Georgetoi n ................. ...... ... ... ...
Georgia...................... 466.4 380.3 380.3 ... 86.1 86.1 ... 13.6 13.6 ... 0.5 0.5
Brunswick ................. 53.4 53.4 53.4 ... ... ... ... 0.1 0.1 .
Savannah................... 413.0 326.9 326.9 ... 86.1 86.1 ... 13.5 13.5 ... 0.5 0.5...
Florida 1...................... 768.1 246.6 246.5 0.1 521.6 521.6 ... 13.4 13.4 () 3.7 3.7
Jacksonville................ 447.1 178.7 178.7 ... 268.4 268.4 ... 7.8 7.8 ... 2.0 2.0
Miami...................... 49.9 32.7 32.6 0.1 17.2 17.2 ... 3.4 3.4 () 0.1 0.1..
West Palm Beach............ 72.6 (*) (*) ... 72.6 72.6 ... () () ... 0.5 0.5 .
Port Everglades............ 161.0 35.2 35.2 ... 125.8 125.8 ... 2.2 2.2 ... 0.9 0.9
Port Canaveral ............. 37.6 ... ... ... 37.6 37.6. ... ... ... ... 0.3 0.3

Gulf Coast Districts.... 5,144.6 3,839.5 3,821.9 17.6 1,305.1 1,305.1 ... 90.6 87.7 2.9 11.7 11.7.
Florida ...................... 317.4 172.9 172.9 (M) 144.6 144.6 ... 3.5 3.5 () 1.0 1.0.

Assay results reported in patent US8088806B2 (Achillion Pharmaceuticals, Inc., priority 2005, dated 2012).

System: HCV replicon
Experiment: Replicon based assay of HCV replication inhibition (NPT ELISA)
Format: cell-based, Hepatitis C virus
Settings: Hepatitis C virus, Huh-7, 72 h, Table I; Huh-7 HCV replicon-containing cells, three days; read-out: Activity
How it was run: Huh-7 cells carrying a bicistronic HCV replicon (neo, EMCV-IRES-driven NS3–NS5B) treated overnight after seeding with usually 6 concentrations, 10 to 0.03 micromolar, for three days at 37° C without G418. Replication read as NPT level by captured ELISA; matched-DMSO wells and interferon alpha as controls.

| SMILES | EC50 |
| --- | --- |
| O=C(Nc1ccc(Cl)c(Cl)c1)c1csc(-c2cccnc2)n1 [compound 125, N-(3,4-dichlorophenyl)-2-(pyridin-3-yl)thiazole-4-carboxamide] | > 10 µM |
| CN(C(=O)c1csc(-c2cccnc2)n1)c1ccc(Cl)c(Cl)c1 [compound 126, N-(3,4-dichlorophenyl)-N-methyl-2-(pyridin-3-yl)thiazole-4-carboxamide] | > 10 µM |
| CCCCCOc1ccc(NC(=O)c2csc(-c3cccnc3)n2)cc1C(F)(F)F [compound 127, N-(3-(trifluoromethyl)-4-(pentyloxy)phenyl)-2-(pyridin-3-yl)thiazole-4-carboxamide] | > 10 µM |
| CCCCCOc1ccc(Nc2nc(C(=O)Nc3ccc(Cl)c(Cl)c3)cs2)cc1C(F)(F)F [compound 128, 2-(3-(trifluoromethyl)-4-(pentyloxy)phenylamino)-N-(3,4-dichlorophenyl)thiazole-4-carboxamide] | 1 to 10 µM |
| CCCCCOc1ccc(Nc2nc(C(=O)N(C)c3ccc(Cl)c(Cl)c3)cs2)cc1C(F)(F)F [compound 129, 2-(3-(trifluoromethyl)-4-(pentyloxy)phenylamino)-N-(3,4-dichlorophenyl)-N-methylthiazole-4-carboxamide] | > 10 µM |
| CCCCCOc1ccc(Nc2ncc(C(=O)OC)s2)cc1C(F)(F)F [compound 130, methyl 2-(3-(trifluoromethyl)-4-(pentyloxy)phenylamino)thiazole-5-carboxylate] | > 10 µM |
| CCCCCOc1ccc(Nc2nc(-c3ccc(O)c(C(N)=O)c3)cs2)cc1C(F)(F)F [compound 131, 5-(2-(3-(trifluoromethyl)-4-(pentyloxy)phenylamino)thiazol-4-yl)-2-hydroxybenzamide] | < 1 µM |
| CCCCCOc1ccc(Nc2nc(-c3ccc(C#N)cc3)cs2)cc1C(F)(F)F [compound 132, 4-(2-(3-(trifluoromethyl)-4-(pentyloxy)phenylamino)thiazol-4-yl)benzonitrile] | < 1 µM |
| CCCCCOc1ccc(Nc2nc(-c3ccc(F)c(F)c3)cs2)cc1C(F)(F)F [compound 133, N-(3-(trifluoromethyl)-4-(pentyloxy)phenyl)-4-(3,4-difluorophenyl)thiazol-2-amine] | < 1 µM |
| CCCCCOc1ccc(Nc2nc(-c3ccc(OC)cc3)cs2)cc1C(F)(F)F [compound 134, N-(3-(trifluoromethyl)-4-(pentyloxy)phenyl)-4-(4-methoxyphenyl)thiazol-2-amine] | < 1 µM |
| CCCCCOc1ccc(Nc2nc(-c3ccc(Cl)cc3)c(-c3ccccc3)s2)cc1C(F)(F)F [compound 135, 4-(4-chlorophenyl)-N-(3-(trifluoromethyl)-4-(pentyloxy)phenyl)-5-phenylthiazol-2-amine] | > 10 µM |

Tampa ..................... 248.9 133.3 133.3 (N) 115.6 115.6 ... 2.7 2.7 (a) 0.9 0.9
Key West................... 29.1 0.1 0.1 ... 29.0 29.0 ... (*) () ... 0.2 0.2
Pensacola.................. 31.5 31.5 31.5 ... ... ... ... 0.7 0.7
Bocagrande.............. .. ... ... ... ... ... ... ... ... ...
Panama City................ 8.0 8.0 8.0 ... ... .. ... 0.1 0.1
Mobile........................ 946.4 811.9 808.2 3.7 134.5 134.5 ... 9.9 9.5 0.4 0.7 0.7
Mobile, Ala................. 928.4 793.9 792.2 1.7 134.5 134.5 ... 9.1 9.0 0.1 0.7 0.7.
Gulfport, Miss............. 11.5 11.5 9.5 2.0 ... ... ... 0.7 0.4 0.3
Pascagoula, Miss........... 6.4 6.4 6.4 ... .. ... 0.1 0.1 .
New Orleans................. 2,225.0 1,872.1 1,864.6 7.5 352.9 352.9 ... 3.7 41.6 2.1 3.1 3.1
New Orleans, La............ 413.9 341.2 333.7 7.5 72.7 72.7 ... 34.8 32.7 2.1 3.1 3.1.
Baton Rouge, La........... 1,408.1 1,408.1 1,408.1 ... ... .. ... 7.8 7.8
Port Sulphur, La........... ... ... ... ... ... ... ... ... ... ...